Help! I just purchased the MPI classic Tenor recorder in Matte black from Groth music MPI classic Tenor recorder Matte black (http://www.grothmusic.com/p-24419-mpi-classic-tenor-recorder-outfit-baroque.aspx?utm_source=googlepepla&utm_medium=adwords&id=51320962143&gclid=Cj0KCQjw-uzVBRDkARIsALkZAdmYpDMmK2l2M7WTVxYKnRD56c8S99vx-VbQwtcvZ3wbOoHROn_-AXEaAmODEALw_wcB). I was thrilled to find a plastic tenor with a double key for such a low price! When I opened it and started assembling, I noticed the joints weren't fitting together smoothly, so I decided to use some of the grease that came in the packaging. It seemed to work, but the next day when I tried to take it apart again, I couldn't get the head joint off from the middle barrel! The foot joint came off fine, but no matter how hard I pull/twist, I can't get the head joint unstuck. I'm worried about damaging my instrument. I wonder if the type of grease they provided degraded the plastic in some way? Any advice on how to unstick it and prevent this in the future would be appreciated!

  • 1
    Sure that grease wasn't glue?! Try boiling hot water.
    – Tim
    Apr 12, 2018 at 16:00
  • 1
    boiling water might soften or warp the plastic. Hot water should be fine. Apr 12, 2018 at 19:33
  • Wow ... I had no idea wooden tenors commanded that sort of price! I was going to suggest dumping this one and getting a "real" one, but clearly that's an option only for the filthy rich. Apr 13, 2018 at 12:43

3 Answers 3


As Tim commented, warm water may loosen the grease, but for stuck woodwind joints we usually use a refrigerator or freezer. Chilling the plastic and/or grease can both shrink the joint and make the grease less adhesive.

Recorders that don't have cork or thread wrapping in the joints shouldn't be greased to try to make tight joints fit. Greasing the plastic should only be used to make joints that already fit well slide together smoother.

If a plastic joint is too tight, there may be a mechanical problem with the joint. Occasionally there is some flashing residue along the casting lines (a raised line of plastic where it seeped between the mold edges). Sometimes super fine sandpaper or steel wool can smooth it out enough to fit better.

Sometimes instrument manufacturers include grease when it isn't appropriate for the instrument. Some of our rental flute stock came with cork grease and I had a number of them come in for head joint un-sticking.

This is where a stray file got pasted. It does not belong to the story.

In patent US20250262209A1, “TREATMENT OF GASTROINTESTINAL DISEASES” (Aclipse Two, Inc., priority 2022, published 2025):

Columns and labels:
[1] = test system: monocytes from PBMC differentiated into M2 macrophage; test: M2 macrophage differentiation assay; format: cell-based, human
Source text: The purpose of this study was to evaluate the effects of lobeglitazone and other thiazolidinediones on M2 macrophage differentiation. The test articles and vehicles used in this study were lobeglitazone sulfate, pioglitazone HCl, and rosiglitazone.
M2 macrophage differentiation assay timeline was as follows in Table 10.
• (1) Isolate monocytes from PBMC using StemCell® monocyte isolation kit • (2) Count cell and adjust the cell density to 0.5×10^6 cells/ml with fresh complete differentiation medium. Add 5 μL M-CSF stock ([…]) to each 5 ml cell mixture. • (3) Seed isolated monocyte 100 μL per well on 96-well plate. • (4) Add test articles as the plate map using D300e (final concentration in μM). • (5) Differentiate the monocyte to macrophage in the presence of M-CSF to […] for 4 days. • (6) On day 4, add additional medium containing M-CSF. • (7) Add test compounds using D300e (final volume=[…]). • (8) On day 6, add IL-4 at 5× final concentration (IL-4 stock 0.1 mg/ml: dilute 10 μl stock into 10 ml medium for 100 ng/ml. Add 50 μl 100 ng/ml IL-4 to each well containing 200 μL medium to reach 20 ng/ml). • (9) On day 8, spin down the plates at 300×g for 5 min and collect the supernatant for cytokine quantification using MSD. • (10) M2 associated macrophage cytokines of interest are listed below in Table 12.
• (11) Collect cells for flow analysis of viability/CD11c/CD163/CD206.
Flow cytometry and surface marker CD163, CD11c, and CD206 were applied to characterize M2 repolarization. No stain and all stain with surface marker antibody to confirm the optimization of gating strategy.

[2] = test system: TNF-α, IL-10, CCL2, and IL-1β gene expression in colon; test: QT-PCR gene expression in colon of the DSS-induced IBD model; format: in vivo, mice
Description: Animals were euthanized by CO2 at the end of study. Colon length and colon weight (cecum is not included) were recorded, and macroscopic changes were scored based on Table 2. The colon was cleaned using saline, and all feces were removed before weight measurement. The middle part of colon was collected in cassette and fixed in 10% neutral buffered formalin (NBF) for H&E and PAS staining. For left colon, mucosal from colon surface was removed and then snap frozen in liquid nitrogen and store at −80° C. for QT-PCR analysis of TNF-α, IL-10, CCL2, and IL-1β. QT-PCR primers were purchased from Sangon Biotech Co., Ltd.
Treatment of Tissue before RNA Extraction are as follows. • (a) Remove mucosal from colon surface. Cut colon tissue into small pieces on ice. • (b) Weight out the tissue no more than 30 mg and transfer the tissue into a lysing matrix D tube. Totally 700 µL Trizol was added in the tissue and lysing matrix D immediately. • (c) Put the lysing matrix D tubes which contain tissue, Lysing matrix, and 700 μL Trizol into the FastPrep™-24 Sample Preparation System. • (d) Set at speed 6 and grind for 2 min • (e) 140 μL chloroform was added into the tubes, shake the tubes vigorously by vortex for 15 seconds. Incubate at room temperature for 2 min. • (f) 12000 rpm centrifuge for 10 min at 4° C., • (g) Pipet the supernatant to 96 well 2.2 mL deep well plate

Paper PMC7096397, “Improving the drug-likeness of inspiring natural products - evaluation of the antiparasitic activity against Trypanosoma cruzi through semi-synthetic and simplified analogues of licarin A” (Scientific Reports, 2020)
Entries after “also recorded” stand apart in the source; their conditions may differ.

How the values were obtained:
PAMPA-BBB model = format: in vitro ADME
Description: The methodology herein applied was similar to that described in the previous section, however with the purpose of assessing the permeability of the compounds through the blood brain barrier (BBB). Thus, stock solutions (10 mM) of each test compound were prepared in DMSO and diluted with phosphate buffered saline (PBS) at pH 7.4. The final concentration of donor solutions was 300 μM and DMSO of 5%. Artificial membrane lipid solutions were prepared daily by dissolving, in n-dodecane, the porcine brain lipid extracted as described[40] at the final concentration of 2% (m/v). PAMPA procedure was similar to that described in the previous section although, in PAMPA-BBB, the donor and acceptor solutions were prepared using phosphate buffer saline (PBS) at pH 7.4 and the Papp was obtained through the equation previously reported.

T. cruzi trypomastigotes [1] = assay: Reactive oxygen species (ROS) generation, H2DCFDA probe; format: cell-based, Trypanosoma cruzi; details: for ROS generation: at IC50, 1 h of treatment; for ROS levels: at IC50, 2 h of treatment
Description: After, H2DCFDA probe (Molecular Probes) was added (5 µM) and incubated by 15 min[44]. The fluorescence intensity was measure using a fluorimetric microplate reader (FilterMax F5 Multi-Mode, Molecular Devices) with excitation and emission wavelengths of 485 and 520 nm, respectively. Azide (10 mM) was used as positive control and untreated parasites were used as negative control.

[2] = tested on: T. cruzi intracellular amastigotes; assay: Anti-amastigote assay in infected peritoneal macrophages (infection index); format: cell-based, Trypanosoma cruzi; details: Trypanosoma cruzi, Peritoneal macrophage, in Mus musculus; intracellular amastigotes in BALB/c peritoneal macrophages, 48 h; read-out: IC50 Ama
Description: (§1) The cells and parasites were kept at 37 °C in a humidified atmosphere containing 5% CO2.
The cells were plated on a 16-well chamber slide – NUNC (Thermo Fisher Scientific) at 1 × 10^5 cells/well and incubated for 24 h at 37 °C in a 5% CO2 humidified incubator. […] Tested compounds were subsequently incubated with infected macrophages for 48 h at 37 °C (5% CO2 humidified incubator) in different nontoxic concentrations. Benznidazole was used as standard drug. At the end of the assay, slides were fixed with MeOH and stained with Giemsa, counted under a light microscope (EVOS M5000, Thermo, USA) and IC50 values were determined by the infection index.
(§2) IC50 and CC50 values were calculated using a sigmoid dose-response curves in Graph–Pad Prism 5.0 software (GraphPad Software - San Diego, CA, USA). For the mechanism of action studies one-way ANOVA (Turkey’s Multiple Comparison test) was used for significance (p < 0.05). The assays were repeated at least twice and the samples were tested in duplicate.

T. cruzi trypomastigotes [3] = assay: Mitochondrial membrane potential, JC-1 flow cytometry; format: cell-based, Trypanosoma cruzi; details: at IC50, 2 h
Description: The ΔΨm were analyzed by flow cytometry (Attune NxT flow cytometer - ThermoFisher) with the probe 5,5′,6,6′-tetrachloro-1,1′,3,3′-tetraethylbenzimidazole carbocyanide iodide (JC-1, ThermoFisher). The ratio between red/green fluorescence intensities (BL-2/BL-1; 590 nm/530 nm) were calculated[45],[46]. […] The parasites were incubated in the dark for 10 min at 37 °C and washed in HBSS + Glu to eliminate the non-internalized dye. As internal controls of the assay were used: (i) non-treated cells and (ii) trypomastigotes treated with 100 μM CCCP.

You shouldn't need to start sanding the joints down or struggling to assemble / disassemble it.

If you've just purchased it I'd not try to fix shoddy manufacturing but send it back as not fit for purpose.

Send it back, get your money back, and spend not a great deal more on buying something fit for purpose like an Aulos or Yamaha.

I suspect you've just found out why the MPI classic is so cheap!

  • In the less expensive plastic instruments there can be some flashing residue along the casting joints that can cause a slight mis-fit. A simple sanding or buffing will often correct this, making the assembly work as intended. Sometimes people have to make due with an inexpensive instrument until they have the means to afford a better one. Apr 13, 2018 at 19:54

I'm afraid this is to some extent a promblem inherent in any plastic recorder. Since plastic against plastic is pretty hard, unlike the cork or thread joints on wooden instrument, the joint has to fit very precisely to be comfortably between not falling apart and not locking up, which means that there's only a certain temperature range where it works. And if the head shrinks a tiny bit more than the body, because of whatever manufacturing reason, then you have your situation.

I agree with Steve M: send it back. Bad design.

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